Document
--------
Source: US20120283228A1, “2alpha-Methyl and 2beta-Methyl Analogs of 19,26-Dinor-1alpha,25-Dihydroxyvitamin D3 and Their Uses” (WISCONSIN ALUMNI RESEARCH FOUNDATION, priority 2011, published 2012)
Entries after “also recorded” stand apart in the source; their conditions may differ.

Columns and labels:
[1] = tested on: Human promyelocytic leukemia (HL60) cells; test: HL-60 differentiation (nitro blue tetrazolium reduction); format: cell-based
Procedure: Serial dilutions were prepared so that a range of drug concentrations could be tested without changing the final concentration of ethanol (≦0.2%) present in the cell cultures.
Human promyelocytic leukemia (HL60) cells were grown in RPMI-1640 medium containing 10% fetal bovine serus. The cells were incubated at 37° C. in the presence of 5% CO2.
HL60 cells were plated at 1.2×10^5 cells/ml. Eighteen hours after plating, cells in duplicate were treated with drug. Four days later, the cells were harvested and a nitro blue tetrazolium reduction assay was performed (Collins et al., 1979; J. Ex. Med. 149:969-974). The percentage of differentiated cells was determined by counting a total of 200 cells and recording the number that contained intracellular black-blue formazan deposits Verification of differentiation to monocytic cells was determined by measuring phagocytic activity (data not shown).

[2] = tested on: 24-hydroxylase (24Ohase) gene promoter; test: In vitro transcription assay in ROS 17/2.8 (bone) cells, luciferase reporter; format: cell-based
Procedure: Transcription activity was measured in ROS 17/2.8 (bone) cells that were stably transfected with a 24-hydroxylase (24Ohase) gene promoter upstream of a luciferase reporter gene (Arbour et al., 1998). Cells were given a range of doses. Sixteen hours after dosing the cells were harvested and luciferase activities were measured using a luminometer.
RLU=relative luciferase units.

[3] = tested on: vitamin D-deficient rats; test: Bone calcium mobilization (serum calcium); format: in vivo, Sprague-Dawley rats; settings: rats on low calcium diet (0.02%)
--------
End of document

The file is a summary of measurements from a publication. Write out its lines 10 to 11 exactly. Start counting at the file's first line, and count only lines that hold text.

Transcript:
RLU=relative luciferase units.

[3] = tested on: vitamin D-deficient rats; test: Bone calcium mobilization (serum calcium); format: in vivo, Sprague-Dawley rats; settings: rats on low calcium diet (0.02%)